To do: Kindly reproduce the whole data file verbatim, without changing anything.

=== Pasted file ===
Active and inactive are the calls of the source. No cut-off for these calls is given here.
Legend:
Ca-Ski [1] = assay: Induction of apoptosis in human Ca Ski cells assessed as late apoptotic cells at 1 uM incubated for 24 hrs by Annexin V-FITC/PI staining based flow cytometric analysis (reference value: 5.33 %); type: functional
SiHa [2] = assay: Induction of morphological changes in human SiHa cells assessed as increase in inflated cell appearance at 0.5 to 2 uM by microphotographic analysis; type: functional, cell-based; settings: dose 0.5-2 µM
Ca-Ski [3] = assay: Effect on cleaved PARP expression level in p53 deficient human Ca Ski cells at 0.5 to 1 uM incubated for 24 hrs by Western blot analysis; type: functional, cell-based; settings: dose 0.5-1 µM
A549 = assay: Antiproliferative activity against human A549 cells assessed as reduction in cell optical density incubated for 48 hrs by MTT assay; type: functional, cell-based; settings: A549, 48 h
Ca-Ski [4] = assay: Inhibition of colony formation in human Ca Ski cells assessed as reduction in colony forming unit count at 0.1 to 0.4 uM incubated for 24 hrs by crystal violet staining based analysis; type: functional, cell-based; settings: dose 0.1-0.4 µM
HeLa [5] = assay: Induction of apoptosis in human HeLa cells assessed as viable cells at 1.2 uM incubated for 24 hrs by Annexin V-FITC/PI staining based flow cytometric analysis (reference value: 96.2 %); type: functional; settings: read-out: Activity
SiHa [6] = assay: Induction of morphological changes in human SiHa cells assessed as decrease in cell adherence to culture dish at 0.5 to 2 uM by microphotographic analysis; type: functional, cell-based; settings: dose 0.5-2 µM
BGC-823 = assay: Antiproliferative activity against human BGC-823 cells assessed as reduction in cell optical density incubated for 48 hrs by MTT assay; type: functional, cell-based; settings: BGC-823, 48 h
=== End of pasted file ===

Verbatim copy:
Active and inactive are the calls of the source. No cut-off for these calls is given here.
Legend:
Ca-Ski [1] = assay: Induction of apoptosis in human Ca Ski cells assessed as late apoptotic cells at 1 uM incubated for 24 hrs by Annexin V-FITC/PI staining based flow cytometric analysis (reference value: 5.33 %); type: functional
SiHa [2] = assay: Induction of morphological changes in human SiHa cells assessed as increase in inflated cell appearance at 0.5 to 2 uM by microphotographic analysis; type: functional, cell-based; settings: dose 0.5-2 µM
Ca-Ski [3] = assay: Effect on cleaved PARP expression level in p53 deficient human Ca Ski cells at 0.5 to 1 uM incubated for 24 hrs by Western blot analysis; type: functional, cell-based; settings: dose 0.5-1 µM
A549 = assay: Antiproliferative activity against human A549 cells assessed as reduction in cell optical density incubated for 48 hrs by MTT assay; type: functional, cell-based; settings: A549, 48 h
Ca-Ski [4] = assay: Inhibition of colony formation in human Ca Ski cells assessed as reduction in colony forming unit count at 0.1 to 0.4 uM incubated for 24 hrs by crystal violet staining based analysis; type: functional, cell-based; settings: dose 0.1-0.4 µM
HeLa [5] = assay: Induction of apoptosis in human HeLa cells assessed as viable cells at 1.2 uM incubated for 24 hrs by Annexin V-FITC/PI staining based flow cytometric analysis (reference value: 96.2 %); type: functional; settings: read-out: Activity
SiHa [6] = assay: Induction of morphological changes in human SiHa cells assessed as decrease in cell adherence to culture dish at 0.5 to 2 uM by microphotographic analysis; type: functional, cell-based; settings: dose 0.5-2 µM
BGC-823 = assay: Antiproliferative activity against human BGC-823 cells assessed as reduction in cell optical density incubated for 48 hrs by MTT assay; type: functional, cell-based; settings: BGC-823, 48 h